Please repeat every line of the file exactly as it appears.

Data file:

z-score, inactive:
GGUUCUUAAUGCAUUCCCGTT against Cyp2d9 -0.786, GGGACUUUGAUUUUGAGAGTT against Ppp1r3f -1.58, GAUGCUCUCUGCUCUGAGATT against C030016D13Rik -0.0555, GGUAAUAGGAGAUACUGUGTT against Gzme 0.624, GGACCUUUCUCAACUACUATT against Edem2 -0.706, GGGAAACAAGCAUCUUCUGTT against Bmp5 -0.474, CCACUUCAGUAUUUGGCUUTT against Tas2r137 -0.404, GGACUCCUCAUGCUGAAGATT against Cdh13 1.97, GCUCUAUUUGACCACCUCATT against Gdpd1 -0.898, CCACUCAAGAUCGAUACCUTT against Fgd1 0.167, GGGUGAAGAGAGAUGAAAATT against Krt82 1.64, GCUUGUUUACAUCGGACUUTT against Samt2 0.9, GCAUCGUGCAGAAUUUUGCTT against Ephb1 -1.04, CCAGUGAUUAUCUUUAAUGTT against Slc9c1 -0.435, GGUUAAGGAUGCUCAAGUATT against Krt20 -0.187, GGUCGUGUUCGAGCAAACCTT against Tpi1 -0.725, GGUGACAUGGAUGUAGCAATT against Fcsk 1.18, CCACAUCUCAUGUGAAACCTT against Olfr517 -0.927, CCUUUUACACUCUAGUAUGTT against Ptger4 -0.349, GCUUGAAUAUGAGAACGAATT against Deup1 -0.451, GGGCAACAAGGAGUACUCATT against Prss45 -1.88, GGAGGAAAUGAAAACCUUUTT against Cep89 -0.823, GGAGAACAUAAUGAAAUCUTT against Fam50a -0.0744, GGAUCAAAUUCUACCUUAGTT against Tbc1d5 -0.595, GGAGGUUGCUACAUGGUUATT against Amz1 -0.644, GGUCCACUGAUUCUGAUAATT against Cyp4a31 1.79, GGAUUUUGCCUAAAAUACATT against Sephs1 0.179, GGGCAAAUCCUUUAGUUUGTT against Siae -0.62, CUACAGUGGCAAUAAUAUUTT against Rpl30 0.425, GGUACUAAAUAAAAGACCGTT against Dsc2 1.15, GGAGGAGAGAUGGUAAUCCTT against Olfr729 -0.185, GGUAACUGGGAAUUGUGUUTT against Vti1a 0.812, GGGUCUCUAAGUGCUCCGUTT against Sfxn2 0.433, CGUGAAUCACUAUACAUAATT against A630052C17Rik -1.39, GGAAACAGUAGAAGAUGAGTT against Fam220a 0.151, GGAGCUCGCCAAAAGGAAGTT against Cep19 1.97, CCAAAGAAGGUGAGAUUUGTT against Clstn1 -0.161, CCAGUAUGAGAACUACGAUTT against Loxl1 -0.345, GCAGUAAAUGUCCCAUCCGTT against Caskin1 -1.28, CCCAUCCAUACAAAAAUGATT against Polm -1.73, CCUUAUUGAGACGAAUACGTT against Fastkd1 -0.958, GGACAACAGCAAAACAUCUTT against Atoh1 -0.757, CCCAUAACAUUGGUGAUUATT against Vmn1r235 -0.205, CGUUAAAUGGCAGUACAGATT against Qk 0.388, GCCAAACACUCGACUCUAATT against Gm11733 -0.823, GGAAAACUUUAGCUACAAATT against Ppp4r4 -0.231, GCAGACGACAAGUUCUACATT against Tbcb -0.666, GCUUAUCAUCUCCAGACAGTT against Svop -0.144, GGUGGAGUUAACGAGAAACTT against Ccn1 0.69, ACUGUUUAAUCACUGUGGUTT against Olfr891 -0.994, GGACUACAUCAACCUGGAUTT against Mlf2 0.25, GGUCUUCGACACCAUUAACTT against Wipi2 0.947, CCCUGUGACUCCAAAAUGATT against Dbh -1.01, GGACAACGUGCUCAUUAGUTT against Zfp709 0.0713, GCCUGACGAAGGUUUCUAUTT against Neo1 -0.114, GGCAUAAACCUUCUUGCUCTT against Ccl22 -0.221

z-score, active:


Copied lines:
z-score, inactive:
GGUUCUUAAUGCAUUCCCGTT against Cyp2d9 -0.786, GGGACUUUGAUUUUGAGAGTT against Ppp1r3f -1.58, GAUGCUCUCUGCUCUGAGATT against C030016D13Rik -0.0555, GGUAAUAGGAGAUACUGUGTT against Gzme 0.624, GGACCUUUCUCAACUACUATT against Edem2 -0.706, GGGAAACAAGCAUCUUCUGTT against Bmp5 -0.474, CCACUUCAGUAUUUGGCUUTT against Tas2r137 -0.404, GGACUCCUCAUGCUGAAGATT against Cdh13 1.97, GCUCUAUUUGACCACCUCATT against Gdpd1 -0.898, CCACUCAAGAUCGAUACCUTT against Fgd1 0.167, GGGUGAAGAGAGAUGAAAATT against Krt82 1.64, GCUUGUUUACAUCGGACUUTT against Samt2 0.9, GCAUCGUGCAGAAUUUUGCTT against Ephb1 -1.04, CCAGUGAUUAUCUUUAAUGTT against Slc9c1 -0.435, GGUUAAGGAUGCUCAAGUATT against Krt20 -0.187, GGUCGUGUUCGAGCAAACCTT against Tpi1 -0.725, GGUGACAUGGAUGUAGCAATT against Fcsk 1.18, CCACAUCUCAUGUGAAACCTT against Olfr517 -0.927, CCUUUUACACUCUAGUAUGTT against Ptger4 -0.349, GCUUGAAUAUGAGAACGAATT against Deup1 -0.451, GGGCAACAAGGAGUACUCATT against Prss45 -1.88, GGAGGAAAUGAAAACCUUUTT against Cep89 -0.823, GGAGAACAUAAUGAAAUCUTT against Fam50a -0.0744, GGAUCAAAUUCUACCUUAGTT against Tbc1d5 -0.595, GGAGGUUGCUACAUGGUUATT against Amz1 -0.644, GGUCCACUGAUUCUGAUAATT against Cyp4a31 1.79, GGAUUUUGCCUAAAAUACATT against Sephs1 0.179, GGGCAAAUCCUUUAGUUUGTT against Siae -0.62, CUACAGUGGCAAUAAUAUUTT against Rpl30 0.425, GGUACUAAAUAAAAGACCGTT against Dsc2 1.15, GGAGGAGAGAUGGUAAUCCTT against Olfr729 -0.185, GGUAACUGGGAAUUGUGUUTT against Vti1a 0.812, GGGUCUCUAAGUGCUCCGUTT against Sfxn2 0.433, CGUGAAUCACUAUACAUAATT against A630052C17Rik -1.39, GGAAACAGUAGAAGAUGAGTT against Fam220a 0.151, GGAGCUCGCCAAAAGGAAGTT against Cep19 1.97, CCAAAGAAGGUGAGAUUUGTT against Clstn1 -0.161, CCAGUAUGAGAACUACGAUTT against Loxl1 -0.345, GCAGUAAAUGUCCCAUCCGTT against Caskin1 -1.28, CCCAUCCAUACAAAAAUGATT against Polm -1.73, CCUUAUUGAGACGAAUACGTT against Fastkd1 -0.958, GGACAACAGCAAAACAUCUTT against Atoh1 -0.757, CCCAUAACAUUGGUGAUUATT against Vmn1r235 -0.205, CGUUAAAUGGCAGUACAGATT against Qk 0.388, GCCAAACACUCGACUCUAATT against Gm11733 -0.823, GGAAAACUUUAGCUACAAATT against Ppp4r4 -0.231, GCAGACGACAAGUUCUACATT against Tbcb -0.666, GCUUAUCAUCUCCAGACAGTT against Svop -0.144, GGUGGAGUUAACGAGAAACTT against Ccn1 0.69, ACUGUUUAAUCACUGUGGUTT against Olfr891 -0.994, GGACUACAUCAACCUGGAUTT against Mlf2 0.25, GGUCUUCGACACCAUUAACTT against Wipi2 0.947, CCCUGUGACUCCAAAAUGATT against Dbh -1.01, GGACAACGUGCUCAUUAGUTT against Zfp709 0.0713, GCCUGACGAAGGUUUCUAUTT against Neo1 -0.114, GGCAUAAACCUUCUUGCUCTT against Ccl22 -0.221

z-score, active: